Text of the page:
• With the group, begin identifying the various departments affected, how they are affected, and the existing impact of the status quo. Have someone write on a board or screen that's visible to everyone. Write down the problem statement at the top. Let people throw out ideas and write them on the board.[7]
    • Make sure people arrive prepared; if you've already created the problem statement, they should have read it and thought about it on their own.[8]
    • Don't judge ideas. As people throw out ideas, don't offer judgment, at least while brainstorming. People will be more hesitant to say things if they think they will be judged.[9]
    • Encourage everyone to speak. If someone hasn't said something, call on that person to see if he or she has something to contribute.[10]
  4. Image titled Gather Business Requirements Step 8
    Narrow down ideas. Once you've brainstormed, it's time to narrow down your solution. Discuss which of the solutions seem like the best one. Basically, you're going to decide what your company is going to do to solve the problem. Maybe you've decided you want to return to some of your original designs with some updates.[11]

Part 2
Developing a Project Plan

  1. Image titled Gather Business Requirements Step 9
    Develop a project plan to complete the data gathering project. This should include a definition of roles, responsibilities, and authorities involved in the data gathering project. Spell out the departments involved and data to be collected and analyzed. Before moving forward, make sure that every team member is on the same page and committed to the plan and its eventual success.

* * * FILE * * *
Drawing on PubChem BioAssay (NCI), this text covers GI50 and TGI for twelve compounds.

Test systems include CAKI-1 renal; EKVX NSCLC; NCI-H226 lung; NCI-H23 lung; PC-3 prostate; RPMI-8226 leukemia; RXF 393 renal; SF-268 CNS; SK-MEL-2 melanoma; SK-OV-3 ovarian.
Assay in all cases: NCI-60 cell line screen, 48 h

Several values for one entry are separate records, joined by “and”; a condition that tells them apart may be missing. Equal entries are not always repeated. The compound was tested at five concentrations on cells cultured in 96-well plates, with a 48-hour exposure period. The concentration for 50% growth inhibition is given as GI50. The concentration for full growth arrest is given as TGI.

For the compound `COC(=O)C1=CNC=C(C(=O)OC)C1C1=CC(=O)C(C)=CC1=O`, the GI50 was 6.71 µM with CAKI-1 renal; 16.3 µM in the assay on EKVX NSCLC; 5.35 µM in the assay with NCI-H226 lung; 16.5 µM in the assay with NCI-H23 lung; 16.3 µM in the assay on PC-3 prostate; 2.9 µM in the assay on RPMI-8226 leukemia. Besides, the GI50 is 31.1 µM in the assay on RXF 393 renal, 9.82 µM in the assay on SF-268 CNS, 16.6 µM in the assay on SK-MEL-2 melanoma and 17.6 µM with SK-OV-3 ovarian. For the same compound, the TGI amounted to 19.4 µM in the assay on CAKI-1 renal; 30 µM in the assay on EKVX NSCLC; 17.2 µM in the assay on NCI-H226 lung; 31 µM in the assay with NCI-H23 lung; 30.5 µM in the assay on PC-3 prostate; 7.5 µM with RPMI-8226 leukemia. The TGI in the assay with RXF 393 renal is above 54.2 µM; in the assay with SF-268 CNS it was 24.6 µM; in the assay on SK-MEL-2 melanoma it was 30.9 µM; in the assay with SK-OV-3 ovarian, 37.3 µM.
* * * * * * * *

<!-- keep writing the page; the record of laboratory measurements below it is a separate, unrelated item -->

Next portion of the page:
2. Image titled Gather Business Requirements Step 10
    Define exactly what will need to happen. To bring about this project, you will need to define what exactly the company needs to do. For example, if the problem is that costs of a product are too high, the areas covered will include purchasing, production, packaging, shipping, and accounting, among others, to determine the current and past trends in costs of materials, production cycles, and cost.
  3. Image titled Gather Business Requirements Step 11
    Establish deliverables. Your only deliverable in a data gathering project is a report of the current situation with past trends, along with projected consequences if status quo remains. If the business problem given to the team asks for data on projected solutions, these would also be included in your deliverables.
  4. 4
    Work with the necessary authorities. For this part of the project, you need to work with the heads of several departments to decide what is appropriate to demand for deliverables. Set up a way to work with the necessary authorities and processes to gather information. Typically, department managers are reluctant to provide access to those outside, so an agreed upon authority and access is needed upfront.